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Penn State eager to move past loss to UCF
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We know the names. Mike Mauti. Michael Zordich. Jordan Hill. Matt McGloin.

We know the numbers. “42” (Mauti’s number) on the side of every helmet. “2012” on the facing of the Beaver Stadium luxury boxes.

We know the legacy of last year’s senior class at Penn State. How its members led their teammates through the sanctions and the season, the 0-2 start and the over-the-top finish against Wisconsin.

What we don’t know is who fills their shoes.

The 2013 team hit its first bump in the road last Saturday, and it was miniature in comparison to last year’s gullies -- a single on-field loss, to Central Florida, albeit one that raised questions and left lingering doubts.

“It could be a blessing in disguise,” middle linebacker Glenn Carson said Tuesday, hopefully.

Carson identified himself as a leader, along with offensive linemen Ty Howle and John Urschel, defensive tackle DaQuan Jones and safety Malcolm Willis. Their job, Carson said, is to do the old lead-by-example thing, an idea endorsed wholeheartedly by coach Bill O’Brien.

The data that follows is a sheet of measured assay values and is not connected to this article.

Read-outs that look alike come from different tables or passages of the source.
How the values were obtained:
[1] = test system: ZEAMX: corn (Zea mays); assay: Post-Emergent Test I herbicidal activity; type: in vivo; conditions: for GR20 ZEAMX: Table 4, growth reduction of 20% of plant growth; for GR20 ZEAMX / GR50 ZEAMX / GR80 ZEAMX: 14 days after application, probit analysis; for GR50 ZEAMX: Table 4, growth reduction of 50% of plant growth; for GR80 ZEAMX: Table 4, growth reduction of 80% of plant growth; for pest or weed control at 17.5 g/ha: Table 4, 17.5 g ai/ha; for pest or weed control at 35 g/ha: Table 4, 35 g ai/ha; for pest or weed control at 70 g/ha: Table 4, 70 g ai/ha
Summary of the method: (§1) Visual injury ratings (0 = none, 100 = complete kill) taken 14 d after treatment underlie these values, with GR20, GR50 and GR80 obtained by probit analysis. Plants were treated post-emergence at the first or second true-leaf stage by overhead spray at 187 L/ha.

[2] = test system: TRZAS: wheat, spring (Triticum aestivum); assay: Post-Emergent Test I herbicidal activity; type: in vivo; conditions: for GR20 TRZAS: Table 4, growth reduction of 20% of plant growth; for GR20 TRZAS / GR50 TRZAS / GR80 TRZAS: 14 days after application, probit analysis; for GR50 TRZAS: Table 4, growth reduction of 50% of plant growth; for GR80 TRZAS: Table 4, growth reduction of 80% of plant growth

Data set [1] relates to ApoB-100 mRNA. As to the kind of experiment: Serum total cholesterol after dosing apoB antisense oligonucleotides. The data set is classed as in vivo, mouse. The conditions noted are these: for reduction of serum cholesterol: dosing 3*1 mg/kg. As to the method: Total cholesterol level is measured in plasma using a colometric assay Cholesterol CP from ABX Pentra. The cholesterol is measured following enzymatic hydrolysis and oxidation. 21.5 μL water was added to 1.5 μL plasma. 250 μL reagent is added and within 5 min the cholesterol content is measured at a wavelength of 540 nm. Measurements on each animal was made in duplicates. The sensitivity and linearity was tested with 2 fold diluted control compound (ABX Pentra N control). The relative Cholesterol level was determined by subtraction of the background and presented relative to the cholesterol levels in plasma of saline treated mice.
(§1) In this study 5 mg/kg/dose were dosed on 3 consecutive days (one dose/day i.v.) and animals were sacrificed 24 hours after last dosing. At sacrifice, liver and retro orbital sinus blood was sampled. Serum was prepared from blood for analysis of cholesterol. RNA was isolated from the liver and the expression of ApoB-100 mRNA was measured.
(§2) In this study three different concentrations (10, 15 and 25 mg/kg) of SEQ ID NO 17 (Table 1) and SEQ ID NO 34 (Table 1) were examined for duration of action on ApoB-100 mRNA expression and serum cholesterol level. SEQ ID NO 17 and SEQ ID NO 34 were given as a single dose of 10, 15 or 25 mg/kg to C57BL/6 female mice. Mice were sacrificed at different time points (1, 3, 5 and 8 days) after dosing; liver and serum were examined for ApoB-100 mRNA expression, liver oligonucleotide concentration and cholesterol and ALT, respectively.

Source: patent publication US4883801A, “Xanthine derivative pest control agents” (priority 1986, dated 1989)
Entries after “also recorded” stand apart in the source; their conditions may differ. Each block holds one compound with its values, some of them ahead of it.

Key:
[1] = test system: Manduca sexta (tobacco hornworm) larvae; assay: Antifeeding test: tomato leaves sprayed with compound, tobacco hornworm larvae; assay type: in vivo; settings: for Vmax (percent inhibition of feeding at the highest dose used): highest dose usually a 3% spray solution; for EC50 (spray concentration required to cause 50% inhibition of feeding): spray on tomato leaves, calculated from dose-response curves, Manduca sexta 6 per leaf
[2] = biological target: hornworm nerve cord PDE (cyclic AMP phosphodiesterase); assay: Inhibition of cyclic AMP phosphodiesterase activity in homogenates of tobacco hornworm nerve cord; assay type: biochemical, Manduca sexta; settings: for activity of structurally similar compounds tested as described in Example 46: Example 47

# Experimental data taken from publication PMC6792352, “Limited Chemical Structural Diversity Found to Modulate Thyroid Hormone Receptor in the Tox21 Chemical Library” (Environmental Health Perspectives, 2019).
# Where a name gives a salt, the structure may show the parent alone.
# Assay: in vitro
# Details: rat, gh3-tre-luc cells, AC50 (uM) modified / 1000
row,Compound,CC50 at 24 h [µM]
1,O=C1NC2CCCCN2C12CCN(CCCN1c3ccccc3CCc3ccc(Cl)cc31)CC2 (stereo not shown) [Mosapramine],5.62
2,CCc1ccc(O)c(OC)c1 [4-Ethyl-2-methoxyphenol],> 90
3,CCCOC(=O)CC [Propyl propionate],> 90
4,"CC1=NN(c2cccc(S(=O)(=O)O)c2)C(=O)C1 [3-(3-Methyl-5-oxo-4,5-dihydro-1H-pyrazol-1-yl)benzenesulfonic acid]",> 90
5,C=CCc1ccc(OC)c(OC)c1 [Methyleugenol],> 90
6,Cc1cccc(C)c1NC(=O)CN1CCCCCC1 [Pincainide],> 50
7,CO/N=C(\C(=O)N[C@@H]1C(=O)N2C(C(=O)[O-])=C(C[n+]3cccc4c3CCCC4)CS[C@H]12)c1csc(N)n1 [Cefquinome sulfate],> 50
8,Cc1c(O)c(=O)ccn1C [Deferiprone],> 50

“There’s a few vocal guys (among the seniors),” O’Brien said, “but all they need to do is what they did (Monday) when they came out to practice, which is practice hard and try to improve every single day. That’s the best way to lead.”

The turnaround is quick, out of necessity.

“I allow them maybe 12 hours of mourning period,” O’Brien said of his players.

Sophomore cornerback Jordan Lucas agreed that it took “not even 24 hours” for everyone to put the defeat behind them.

“Maybe 16 hours,” he said.

Whatever. The point is that the Nittany Lions entertain a very beatable opponent in their final non-conference game Saturday -- Kent State (1-2), a team that topped Liberty in its opener but has fallen to Bowling Green and LSU the last two weeks by a combined score of 86-35.

The Lions must focus on themselves, their defense in particular. With their Big Ten opener looming on Oct. 5 at Indiana, they would do well to shore up their tackling and their pass coverage.

As Lucas said, “It just wasn’t Penn State’s defense (last week). We weren’t executing. We didn’t make plays when we had the ability to make (them), and that’s it.”

But the larger issue is getting everyone pointed in the right direction once again.

“That loss,” Carson said, “was humbling to us. The feeling from that loss -- nobody wants to have that feeling again. … We really are much more focused right now. We want to get back on track and never have that feeling again.”

O’Brien, Carson and Lucas all said that the Lions’ choice to not tackle to the ground in practice (the so-called “thud” technique) was not a factor in their shoddy tackling against UCF. Few schools hit in practice anymore, they argued. And even if a team did, it’s questionable as to how much of a help it would be.

“I've been places where we hit every day and we couldn't tackle anybody,” O’Brien said.

Rather, it’s a matter of fundamentals, Carson said -- making sure as a defender you square up a ballcarrier and have your legs underneath you.